Rick Perry's 'Texas Miracle' is a Texas Mess – And He Won't Be Around to Clean it Up

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Texas is experiencing exponential growth. This is not news to anyone living in one of the Texas cities at the center of this population boom. With overcrowded freeways and a strained water supply, Rick Perry's 'Texas miracle' of business and population expansion is impossible to miss.

Though Perry may be right in pointing to low taxes in the state as key drivers of this migration of both people and business, it is this same focus on low taxes and low spending that could spell doom for Texas' infrastructure, the Wall Street Journal reports. When that time comes, Perry will be far away from the Governor's mansion, and it will be up to someone else to clean up his mess.

More on how the 'Texas miracle' is anything but below the jump.The population growth seen in Texas in recent years is astounding. 1.3 million people moved to Texas between 2010 and 2013, making Texas the fastest growing state in the country. Between July 2011 and July 2012, half of the cities in the United States with the greatest population growth were in Texas. Houston gained almost 35,000 new residents, and Austin has grown to be more populous than San Fransisco.

A large part of the attraction in Texas is that it wasn't really hit by the recession. Not only did the economy barely experience a trough, but the unemployment rate in Texas is lower than the national average. Many businesses are still planning to move into the state, with Toyota and Epicor Software moving this year.

Low taxes and a thriving economy attract these businesses to the state, but the realities of the underfunded infrastructure are causing headaches for established companies. The grocery chain H.E.B. has complained about a lack of spending on roads and infrastructure. The former head of the company's transportation logistics explained that the “cost of congestion is a hidden tax.” He added, “We are behind in Texas on infrastructure and are getting more behind every year.”

Though Texas may be number one in growth, it lags far behind in spending on infrastructure. It was 45th in the nation in 2012 for highway spending. Lloyd Potter, Texas State Demographer and Rick Perry appointee, sees a long term mandate for increased investment:

We are already straining our systems for water, power, schools and roads. And they'll continue to be stressed unless we invest more heavily.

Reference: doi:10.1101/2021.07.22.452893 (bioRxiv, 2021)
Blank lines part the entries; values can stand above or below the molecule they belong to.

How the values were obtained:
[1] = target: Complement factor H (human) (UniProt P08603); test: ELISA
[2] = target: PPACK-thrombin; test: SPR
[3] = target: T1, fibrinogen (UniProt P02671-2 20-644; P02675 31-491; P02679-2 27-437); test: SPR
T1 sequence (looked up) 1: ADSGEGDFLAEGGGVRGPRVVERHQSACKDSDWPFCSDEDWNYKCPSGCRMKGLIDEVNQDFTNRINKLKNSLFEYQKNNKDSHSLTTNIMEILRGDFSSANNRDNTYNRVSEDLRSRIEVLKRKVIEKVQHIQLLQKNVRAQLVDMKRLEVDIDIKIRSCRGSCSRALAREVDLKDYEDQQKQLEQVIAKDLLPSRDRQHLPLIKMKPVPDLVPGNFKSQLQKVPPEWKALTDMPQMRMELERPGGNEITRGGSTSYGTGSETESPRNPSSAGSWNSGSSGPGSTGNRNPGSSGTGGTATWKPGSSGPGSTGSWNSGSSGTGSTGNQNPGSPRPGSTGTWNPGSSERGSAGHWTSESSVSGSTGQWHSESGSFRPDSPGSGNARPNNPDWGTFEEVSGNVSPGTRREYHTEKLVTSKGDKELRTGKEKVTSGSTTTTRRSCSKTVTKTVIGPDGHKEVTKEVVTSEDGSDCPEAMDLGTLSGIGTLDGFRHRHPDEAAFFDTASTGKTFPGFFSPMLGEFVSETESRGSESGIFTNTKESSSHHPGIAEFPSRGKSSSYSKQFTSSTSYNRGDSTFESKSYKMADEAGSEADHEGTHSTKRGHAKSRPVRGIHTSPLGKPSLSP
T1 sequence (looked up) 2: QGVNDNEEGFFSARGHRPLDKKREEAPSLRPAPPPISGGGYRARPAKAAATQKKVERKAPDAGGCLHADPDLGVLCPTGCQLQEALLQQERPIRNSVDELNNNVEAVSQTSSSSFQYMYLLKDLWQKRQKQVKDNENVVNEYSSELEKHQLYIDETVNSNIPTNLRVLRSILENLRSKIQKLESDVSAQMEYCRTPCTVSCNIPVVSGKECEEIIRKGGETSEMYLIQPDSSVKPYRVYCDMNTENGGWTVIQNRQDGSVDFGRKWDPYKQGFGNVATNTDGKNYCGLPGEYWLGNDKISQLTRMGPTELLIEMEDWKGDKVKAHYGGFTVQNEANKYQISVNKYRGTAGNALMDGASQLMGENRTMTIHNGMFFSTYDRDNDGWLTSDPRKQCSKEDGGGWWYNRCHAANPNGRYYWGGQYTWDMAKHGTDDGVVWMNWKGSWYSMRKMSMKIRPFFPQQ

Governor Perry clearly believes that these infrastructure problems can be addressed without increasing taxes or state spending, despite all of the evidence to the contrary. In prepared remarks on the issue, Perry said,

No state can tax and spend its way to prosperity, but with the right policies you can grow your way there…we can make principled investments in our future without raising taxes.

While this may be well and  good in Perry's world, for the major cities trying to address their current infrastructure needs the state's lack of funding translates into increased debt. Many of the large cities in Texas have had to borrow in order to address their water and road issues resulting from this massive population increase.

The issues facing our cities are not small problems. San Antonio is facing a water crisis. The plans that are in place, such as decreased water consumption and a long-term plan for a desalination plant, are still not adequate to address the city's growing need for water. And as Austin struggles to handle its rapidly increasing number of residents, the existing highway infrastructure is failing to meet the need. The city is currently the fourth most congested in the entire country.  

For some Republicans in the Texas legislature, Perry's laissez-faire approach to addressing this gap in funding does not cut it. Republican State Senator Kevin Eltife sees the writing on the wall:

We all want to go around and beat our chest that Texas is the best place to do business, but we need to pay for the infrastructure needs that go with growth. I get bashed for wanting to raise taxes, but I'd rather tell the truth to taxpayers.

Perry is not up for re-election in November. His time as the Governor of Texas, and the one tasked with cleaning up this infrastructure funding mess, is limited. Most of the problems resulting from the 'miraculous' population boom won't be addressed until long after he has vacated the Governor's mansion. Though all his talk about the “Texas miracle” is to Perry's benefit on the national scene, it will be up to Texas voters and future office-holders left behind to clean up the mess.  

About Author

Genevieve Cato

Genevieve Cato is a feminist activist and a native Texan. While not writing for the Burnt Orange Report, she can be found working for State Rep. Mary Gonzalez under the pink dome, serving as a community member of the Communications Committee for the Lilith Fund for Reproductive Equity, and drinking copious amounts of pretentious local craft beers.

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